16. Native Speakers in Linguistic Imperialism

    DEFF Research Database (Denmark)

    Phillipson, Robert

    2016-01-01

    is recognised as desirable by some British experts, the native speakers in question seldom have this key qualification. This is even the case when the host country (Brunei) aims at bilingual education. It is unlikely that the host countries are getting value for money. Whether the UK and other ‘English...... the linguicism of British pedagogical expertise are generally involved in native speaker export businesses. They underpin a hierarchy with under-qualified native speakers projected as superior to local teachers who are seen as in need of foreign ‘aid’. In view of the British bodies involved openly declaring...

  17. Are South African Speech-Language Therapists adequately equipped to assess English Additional Language (EAL) speakers who are from an indigenous linguistic and cultural background? A profile and exploration of the current situation.

    Science.gov (United States)

    Mdladlo, Thandeka; Flack, Penelope; Joubert, Robin

    2016-03-18

    This article presents the results of a survey conducted on Speech-Language Therapists (SLTs) regarding current practices in the assessment of English Additional Language (EAL) speakers in South Africa. It forms part of the rationale for a broader (PhD) study that critiques the use of assessment instruments on EAL speakers from an indigenous linguistic and cultural background. This article discusses an aspect of the broader research and presents the background, method, findings, discussion and implications of the survey. The results of this survey highlight the challenges of human and material resources to, and the dominance of English in, the profession in South Africa. The findings contribute to understanding critical factors for acquiring reliable and valid assessment results with diverse populations, particularly the implications from a cultural and linguistic perspective.

  18. Learning for life, a structured and motivational process of knowledge construction in the acquisition/learning of English as a foreign language in native Spanish speakers

    Directory of Open Access Journals (Sweden)

    Fernando Miño-Garcés

    2009-06-01

    Full Text Available As language learning theory has shifted from a highly guided to a more open learning process, this paper presents the teaching/learning philosophy called Learning for Life (L for L as a great way to motivate native Spanish speaker students learning English as a foreign language, and to help them be the constructors of their own knowledge. The Learning for Life philosophy was created by Patricia López de Jaramillo, M.A. and Fernando Miño-Garcés, Ph.D. at the Andean Center for Latin American Studies (ACLAS in Quito – Ecuador. In the Learning for Life philosophy, the learner is the center of the process and becomes the creator of his/her own knowledge. To get to this new dimension in learning, acquisition is emphasized, and the principles of this philosophy are applied in the EFL classroom. The definition of the philosophy and its principles are presented, and explained in detail as to how they can be applied in the teaching of a foreign language. This paper also explains the difference between acquisition versus learning, and what process should be applied in the classroom to emphasize on acquisition, and not so much on learning.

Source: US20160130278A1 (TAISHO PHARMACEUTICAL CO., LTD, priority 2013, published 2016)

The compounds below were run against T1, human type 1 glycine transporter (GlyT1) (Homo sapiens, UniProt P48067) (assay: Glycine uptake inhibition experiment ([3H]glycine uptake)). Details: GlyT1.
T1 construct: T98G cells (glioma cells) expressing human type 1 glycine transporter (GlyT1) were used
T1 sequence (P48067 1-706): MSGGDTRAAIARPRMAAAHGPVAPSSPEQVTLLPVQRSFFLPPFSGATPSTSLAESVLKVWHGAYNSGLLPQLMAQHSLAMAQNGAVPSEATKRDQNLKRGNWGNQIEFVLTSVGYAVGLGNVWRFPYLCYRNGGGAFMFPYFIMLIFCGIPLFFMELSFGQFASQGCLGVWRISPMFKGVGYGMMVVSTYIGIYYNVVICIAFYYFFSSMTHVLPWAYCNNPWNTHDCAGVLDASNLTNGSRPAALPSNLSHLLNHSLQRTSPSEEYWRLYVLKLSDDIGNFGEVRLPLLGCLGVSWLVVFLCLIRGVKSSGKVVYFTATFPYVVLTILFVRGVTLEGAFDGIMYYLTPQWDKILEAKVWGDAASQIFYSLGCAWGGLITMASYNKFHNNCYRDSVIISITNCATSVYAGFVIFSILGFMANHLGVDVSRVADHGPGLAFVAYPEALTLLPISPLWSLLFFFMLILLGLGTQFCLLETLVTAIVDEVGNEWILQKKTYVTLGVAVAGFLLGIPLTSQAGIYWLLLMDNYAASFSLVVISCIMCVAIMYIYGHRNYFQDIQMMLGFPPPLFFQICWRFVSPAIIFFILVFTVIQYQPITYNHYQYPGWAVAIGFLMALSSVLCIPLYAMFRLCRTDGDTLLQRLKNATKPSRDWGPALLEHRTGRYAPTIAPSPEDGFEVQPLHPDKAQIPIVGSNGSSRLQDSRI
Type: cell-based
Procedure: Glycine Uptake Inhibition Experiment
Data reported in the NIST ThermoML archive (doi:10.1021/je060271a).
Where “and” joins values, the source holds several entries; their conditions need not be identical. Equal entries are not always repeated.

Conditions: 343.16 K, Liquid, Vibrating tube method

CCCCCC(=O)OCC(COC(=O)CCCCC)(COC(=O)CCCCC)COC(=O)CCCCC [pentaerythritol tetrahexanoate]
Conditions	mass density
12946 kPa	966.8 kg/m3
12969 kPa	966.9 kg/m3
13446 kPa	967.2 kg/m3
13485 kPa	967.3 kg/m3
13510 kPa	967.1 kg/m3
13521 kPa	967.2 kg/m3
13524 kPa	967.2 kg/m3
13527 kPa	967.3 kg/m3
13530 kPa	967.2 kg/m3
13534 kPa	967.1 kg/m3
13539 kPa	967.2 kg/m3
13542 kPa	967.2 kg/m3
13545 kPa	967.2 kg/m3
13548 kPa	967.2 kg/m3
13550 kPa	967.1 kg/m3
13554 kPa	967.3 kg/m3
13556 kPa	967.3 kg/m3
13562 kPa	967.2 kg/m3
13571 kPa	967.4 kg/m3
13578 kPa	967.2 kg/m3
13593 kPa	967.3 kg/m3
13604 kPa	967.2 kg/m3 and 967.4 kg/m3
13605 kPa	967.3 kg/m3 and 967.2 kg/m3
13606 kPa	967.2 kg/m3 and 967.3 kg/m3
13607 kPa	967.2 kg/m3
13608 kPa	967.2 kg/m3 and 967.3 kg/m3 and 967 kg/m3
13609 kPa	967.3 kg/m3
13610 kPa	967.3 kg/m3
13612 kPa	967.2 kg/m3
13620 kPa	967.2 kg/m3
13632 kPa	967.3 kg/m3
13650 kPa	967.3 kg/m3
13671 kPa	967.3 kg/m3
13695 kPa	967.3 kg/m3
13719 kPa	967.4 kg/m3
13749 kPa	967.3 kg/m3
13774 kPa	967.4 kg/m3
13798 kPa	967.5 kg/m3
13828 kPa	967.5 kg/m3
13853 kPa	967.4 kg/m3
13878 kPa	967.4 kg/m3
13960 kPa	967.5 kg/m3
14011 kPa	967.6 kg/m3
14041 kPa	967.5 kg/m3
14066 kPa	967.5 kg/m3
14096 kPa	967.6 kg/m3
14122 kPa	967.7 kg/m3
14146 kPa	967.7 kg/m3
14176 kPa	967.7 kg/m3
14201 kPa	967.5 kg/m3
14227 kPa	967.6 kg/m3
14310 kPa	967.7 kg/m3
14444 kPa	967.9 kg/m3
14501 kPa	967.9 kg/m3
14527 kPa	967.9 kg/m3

19. Who can communicate with whom? Language experience affects infants' evaluation of others as monolingual or multilingual.

    Science.gov (United States)

    Pitts, Casey E; Onishi, Kristine H; Vouloumanos, Athena

    2015-01-01

    Adults recognize that people can understand more than one language. However, it is unclear whether infants assume other people understand one or multiple languages. We examined whether monolingual and bilingual 20-month-olds expect an unfamiliar person to understand one or more than one language. Two speakers told a listener the location of a hidden object using either the same or two different languages. When different languages were spoken, monolinguals looked longer when the listener searched correctly, bilinguals did not; when the same language was spoken, both groups looked longer for incorrect searches. Infants rely on their prior language experience when evaluating the language abilities of a novel individual. Monolingual infants assume others can understand only one language, although not necessarily the infants' own; bilinguals do not. Infants' assumptions about which community of conventions people belong to may allow them to recognize effective communicative partners and thus opportunities to acquire language, knowledge, and culture.

  20. A signal delection theory-based analysis of American English vowel identification and production performance by native speakers of Japanese

    Science.gov (United States)

    Lambacher, Stephen; Martens, William; Kakehi, Kazuhiko

    2005-04-01

    The identification and production performance by two groups of native Japanese of the American English (AE) vowels /æ/, /a/, /squflg/, /squflg/, /squflg/ was measured before and after a six-week, identification training program. A signal detection theory (SDT) analysis of the confusion data, as measured by d', revealed that all five AE vowels were more identifiable by the experimental trained group than the control untrained group. The d' results showed that /squflg/ was less identifiable than /squflg/ in the pretest, even though the percentage identification rate for /squflg/ was slightly greater than that for /squflg/. Both groups productions of a list of CVCs, each containing one of the target AE vowels, were presented to a group of native AE listeners in a series of identification tasks. The d' results revealed that the AE listeners could more sensitively identify the experimental groups post-test vowel productions than they could the control groups. SDT analysis also clarified an additional potentially confusing result: /squflg/ was somewhat less identifiable than /squflg/, despite the fact that the percentage identification rate for /squflg/ was higher. Overall, the SDT-based analysis served to change the pattern of results observed for L2 vowel identification and influenced the interpretation of the data.